2. A latent oxidatively-functional-modified alkyd of claim 1, wherein said latent oxidatively-functional group is selected from the group consisting of allyl, vinyl, acetoacetyl, and enamine.
3. A latent oxidatively-functional-modified alkyd of claim 1, wherein said latent oxidatively-functional monomer is selected from the group consisting of allyl methacrylate, vinyl methacrylate, acetoacetoxyethyl methacrylate, hydroxybutenyl methacrylate, an allyl ester of maleic acid, a diallyl ester of maleic acid, and poly(allyl glycidyl ether).
4. A latent oxidatively-functional-modified alkyd of claim 1, wherein at least one latent oxidatively-functional monomer is copolymerized with at least one ethylenically unsaturated co-monomer in the presence of said waterborne alkyd.
5. A latent oxidatively-functional-modified alkyd of claim 4, wherein said ethylenically unsaturated co-monomer is selected from the group consisting of styrene, α-methyl styrene, vinyl naphthalene, vinyl toluene, chloromethyl styrene, methyl acrylate, acrylic acid, methacrylic acid, methyl methacrylate, ethyl acrylate, ethyl methacrylate, butyl acrylate, butyl methacrylate, isobutyl acrylate, isobutyl methacrylate, ethylhexyl acrylate, ethylhexyl methacrylate, octyl acrylate, octyl methacrylate, glycidyl methacrylate, carbodiimide methacrylate, alkyl crotonates, vinyl acetate, di-n-butyl maleate, di-octylmaleate, t-butylaminoethyl methacrylate, dimethylaminoethyl methacrylate, diethylaminoethyl methacrylate, N,N-dimethylaminopropyl methacrylamide, 2-t-butylaminoethyl methacrylate, N,N-dimethylaminoethyl acrylate, N-(2-methacryloyloxy-ethyl)ethylene urea, and methacrylamidoethylethylene urea.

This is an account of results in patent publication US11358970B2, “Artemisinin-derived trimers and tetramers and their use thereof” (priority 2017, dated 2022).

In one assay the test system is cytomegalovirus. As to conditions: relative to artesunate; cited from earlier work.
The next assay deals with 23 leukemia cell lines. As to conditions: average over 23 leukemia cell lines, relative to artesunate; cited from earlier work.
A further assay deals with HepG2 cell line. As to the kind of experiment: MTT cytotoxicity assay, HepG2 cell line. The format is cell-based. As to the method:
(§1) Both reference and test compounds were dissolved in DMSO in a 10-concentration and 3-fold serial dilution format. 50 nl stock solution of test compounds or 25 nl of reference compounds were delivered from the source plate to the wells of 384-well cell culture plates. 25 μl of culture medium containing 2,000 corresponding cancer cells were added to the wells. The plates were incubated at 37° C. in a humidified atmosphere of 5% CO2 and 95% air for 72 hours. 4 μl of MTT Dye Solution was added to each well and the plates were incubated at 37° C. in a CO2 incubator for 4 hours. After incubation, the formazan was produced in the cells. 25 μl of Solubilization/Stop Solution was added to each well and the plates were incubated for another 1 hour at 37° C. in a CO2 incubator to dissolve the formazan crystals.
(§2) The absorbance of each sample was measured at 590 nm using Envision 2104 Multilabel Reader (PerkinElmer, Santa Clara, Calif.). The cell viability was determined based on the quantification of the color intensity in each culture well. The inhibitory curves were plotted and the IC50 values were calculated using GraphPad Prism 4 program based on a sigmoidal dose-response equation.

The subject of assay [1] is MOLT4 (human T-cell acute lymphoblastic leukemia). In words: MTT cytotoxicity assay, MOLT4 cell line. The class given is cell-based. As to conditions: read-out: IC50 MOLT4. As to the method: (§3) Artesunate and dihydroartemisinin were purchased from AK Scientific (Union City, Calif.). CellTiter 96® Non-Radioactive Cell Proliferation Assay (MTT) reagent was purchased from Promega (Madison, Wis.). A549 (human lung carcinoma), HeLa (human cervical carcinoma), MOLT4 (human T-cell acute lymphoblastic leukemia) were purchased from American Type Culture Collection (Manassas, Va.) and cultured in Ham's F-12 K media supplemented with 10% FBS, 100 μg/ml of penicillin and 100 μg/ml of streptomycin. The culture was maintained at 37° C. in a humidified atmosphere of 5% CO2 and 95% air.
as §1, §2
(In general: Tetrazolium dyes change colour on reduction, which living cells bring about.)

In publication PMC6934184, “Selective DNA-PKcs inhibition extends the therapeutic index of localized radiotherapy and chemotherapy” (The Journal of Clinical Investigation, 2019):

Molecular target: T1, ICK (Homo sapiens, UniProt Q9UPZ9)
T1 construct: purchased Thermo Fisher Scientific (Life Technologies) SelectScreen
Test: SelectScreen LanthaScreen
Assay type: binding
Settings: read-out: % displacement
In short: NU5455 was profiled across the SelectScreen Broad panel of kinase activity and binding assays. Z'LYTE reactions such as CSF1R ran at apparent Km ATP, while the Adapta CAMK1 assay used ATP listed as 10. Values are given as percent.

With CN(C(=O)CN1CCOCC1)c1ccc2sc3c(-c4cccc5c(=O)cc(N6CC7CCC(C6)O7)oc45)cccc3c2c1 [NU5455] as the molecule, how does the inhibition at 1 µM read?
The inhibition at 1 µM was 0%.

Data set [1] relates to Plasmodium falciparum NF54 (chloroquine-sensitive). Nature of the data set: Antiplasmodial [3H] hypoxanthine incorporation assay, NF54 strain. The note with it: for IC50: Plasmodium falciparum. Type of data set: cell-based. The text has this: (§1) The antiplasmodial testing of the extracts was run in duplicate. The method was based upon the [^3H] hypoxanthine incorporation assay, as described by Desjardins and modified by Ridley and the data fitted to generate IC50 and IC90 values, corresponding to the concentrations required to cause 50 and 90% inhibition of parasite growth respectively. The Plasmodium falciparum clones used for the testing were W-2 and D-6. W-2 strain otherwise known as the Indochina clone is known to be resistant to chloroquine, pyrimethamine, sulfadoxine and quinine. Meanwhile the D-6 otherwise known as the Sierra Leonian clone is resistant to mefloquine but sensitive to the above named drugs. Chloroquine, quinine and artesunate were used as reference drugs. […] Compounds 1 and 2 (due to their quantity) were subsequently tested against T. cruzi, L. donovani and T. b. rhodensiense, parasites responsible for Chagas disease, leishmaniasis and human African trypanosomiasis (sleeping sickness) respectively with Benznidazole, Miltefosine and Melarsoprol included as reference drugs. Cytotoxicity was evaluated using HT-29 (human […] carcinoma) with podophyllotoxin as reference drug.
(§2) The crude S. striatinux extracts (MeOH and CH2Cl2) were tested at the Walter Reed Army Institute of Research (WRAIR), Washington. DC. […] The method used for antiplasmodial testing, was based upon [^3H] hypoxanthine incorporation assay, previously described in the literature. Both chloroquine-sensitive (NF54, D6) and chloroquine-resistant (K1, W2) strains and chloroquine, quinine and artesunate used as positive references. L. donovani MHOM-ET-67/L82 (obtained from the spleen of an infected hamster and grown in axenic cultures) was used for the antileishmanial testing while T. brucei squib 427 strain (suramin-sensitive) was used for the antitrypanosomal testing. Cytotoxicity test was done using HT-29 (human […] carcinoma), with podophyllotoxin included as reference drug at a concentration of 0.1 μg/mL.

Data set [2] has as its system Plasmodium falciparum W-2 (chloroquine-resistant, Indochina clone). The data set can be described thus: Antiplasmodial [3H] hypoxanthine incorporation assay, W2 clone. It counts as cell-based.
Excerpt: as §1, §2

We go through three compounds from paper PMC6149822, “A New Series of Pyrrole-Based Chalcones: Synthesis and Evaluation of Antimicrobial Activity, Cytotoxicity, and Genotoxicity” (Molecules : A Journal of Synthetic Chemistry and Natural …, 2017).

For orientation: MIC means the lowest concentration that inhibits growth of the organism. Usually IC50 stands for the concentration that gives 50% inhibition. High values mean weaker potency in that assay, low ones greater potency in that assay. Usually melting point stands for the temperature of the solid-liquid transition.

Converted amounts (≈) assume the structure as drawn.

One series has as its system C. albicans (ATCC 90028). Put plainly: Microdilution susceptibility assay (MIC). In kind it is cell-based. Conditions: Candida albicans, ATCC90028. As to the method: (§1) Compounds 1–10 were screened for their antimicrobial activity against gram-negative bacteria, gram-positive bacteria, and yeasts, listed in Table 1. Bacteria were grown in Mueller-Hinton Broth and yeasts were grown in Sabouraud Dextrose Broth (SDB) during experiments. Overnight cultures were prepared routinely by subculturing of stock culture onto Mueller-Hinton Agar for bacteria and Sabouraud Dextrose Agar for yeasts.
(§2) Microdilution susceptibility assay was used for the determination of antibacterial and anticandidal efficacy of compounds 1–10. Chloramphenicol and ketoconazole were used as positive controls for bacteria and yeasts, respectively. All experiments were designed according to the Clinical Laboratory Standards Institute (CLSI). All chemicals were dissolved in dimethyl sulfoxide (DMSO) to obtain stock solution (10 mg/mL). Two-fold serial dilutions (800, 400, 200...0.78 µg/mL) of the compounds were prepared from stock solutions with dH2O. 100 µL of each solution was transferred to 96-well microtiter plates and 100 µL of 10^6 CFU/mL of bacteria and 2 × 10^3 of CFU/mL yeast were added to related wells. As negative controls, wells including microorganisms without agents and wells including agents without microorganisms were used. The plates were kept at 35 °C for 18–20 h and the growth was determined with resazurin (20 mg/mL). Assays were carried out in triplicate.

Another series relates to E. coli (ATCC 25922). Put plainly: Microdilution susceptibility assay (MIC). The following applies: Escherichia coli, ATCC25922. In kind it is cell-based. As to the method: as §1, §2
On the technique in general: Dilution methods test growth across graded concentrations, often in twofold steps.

6. A latent oxidatively-functional-modified alkyd of claim 5, wherein said ethylenically unsaturated co-monomer is selected from the group consisting of styrene, α-methyl styrene, vinyl naphthalene, vinyl toluene, and chloromethyl styrene.
7. A water-based latex comprising water and a latent oxidatively-functional-modified alkyd comprising the product of at least one latent oxidatively-functional monomer polymerized in the presence of an aqueous dispersion of a waterborne alkyd having at least one pendant sulfonate functionality, wherein said latent oxidatively-functional-modified alkyd of the latex possesses sufficient available latent oxidatively-functional groups to increase the effective oxidative crosslinking of said latent oxidatively-functional-modified alkyd upon application of the latex to a substrate.